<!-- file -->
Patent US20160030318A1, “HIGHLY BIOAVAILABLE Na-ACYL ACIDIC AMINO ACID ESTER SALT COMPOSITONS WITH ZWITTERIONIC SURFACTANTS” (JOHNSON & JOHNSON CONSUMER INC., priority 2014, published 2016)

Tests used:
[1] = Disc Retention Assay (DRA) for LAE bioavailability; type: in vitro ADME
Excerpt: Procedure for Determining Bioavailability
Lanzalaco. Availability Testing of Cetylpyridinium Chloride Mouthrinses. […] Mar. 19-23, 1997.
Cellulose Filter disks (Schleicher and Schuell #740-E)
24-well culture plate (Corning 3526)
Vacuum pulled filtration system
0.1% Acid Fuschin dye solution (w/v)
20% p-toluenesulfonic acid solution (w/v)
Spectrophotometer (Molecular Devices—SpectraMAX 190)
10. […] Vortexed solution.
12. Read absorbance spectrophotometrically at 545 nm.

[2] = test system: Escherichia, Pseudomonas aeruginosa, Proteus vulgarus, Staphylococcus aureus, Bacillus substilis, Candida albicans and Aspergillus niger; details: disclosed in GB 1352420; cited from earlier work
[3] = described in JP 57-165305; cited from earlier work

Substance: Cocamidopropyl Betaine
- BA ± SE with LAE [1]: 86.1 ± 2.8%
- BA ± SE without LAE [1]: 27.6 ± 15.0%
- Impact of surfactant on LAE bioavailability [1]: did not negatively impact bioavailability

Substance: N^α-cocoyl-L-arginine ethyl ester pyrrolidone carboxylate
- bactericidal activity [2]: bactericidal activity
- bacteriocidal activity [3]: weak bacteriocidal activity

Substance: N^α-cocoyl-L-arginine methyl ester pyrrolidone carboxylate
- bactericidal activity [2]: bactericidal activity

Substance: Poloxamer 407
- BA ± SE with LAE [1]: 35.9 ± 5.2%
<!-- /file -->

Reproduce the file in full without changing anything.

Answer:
Patent US20160030318A1, “HIGHLY BIOAVAILABLE Na-ACYL ACIDIC AMINO ACID ESTER SALT COMPOSITONS WITH ZWITTERIONIC SURFACTANTS” (JOHNSON & JOHNSON CONSUMER INC., priority 2014, published 2016)

Tests used:
[1] = Disc Retention Assay (DRA) for LAE bioavailability; type: in vitro ADME
Excerpt: Procedure for Determining Bioavailability
Lanzalaco. Availability Testing of Cetylpyridinium Chloride Mouthrinses. […] Mar. 19-23, 1997.
Cellulose Filter disks (Schleicher and Schuell #740-E)
24-well culture plate (Corning 3526)
Vacuum pulled filtration system
0.1% Acid Fuschin dye solution (w/v)
20% p-toluenesulfonic acid solution (w/v)
Spectrophotometer (Molecular Devices—SpectraMAX 190)
10. […] Vortexed solution.
12. Read absorbance spectrophotometrically at 545 nm.

[2] = test system: Escherichia, Pseudomonas aeruginosa, Proteus vulgarus, Staphylococcus aureus, Bacillus substilis, Candida albicans and Aspergillus niger; details: disclosed in GB 1352420; cited from earlier work
[3] = described in JP 57-165305; cited from earlier work

Substance: Cocamidopropyl Betaine
- BA ± SE with LAE [1]: 86.1 ± 2.8%
- BA ± SE without LAE [1]: 27.6 ± 15.0%
- Impact of surfactant on LAE bioavailability [1]: did not negatively impact bioavailability

Substance: N^α-cocoyl-L-arginine ethyl ester pyrrolidone carboxylate
- bactericidal activity [2]: bactericidal activity
- bacteriocidal activity [3]: weak bacteriocidal activity

Substance: N^α-cocoyl-L-arginine methyl ester pyrrolidone carboxylate
- bactericidal activity [2]: bactericidal activity

Substance: Poloxamer 407
- BA ± SE with LAE [1]: 35.9 ± 5.2%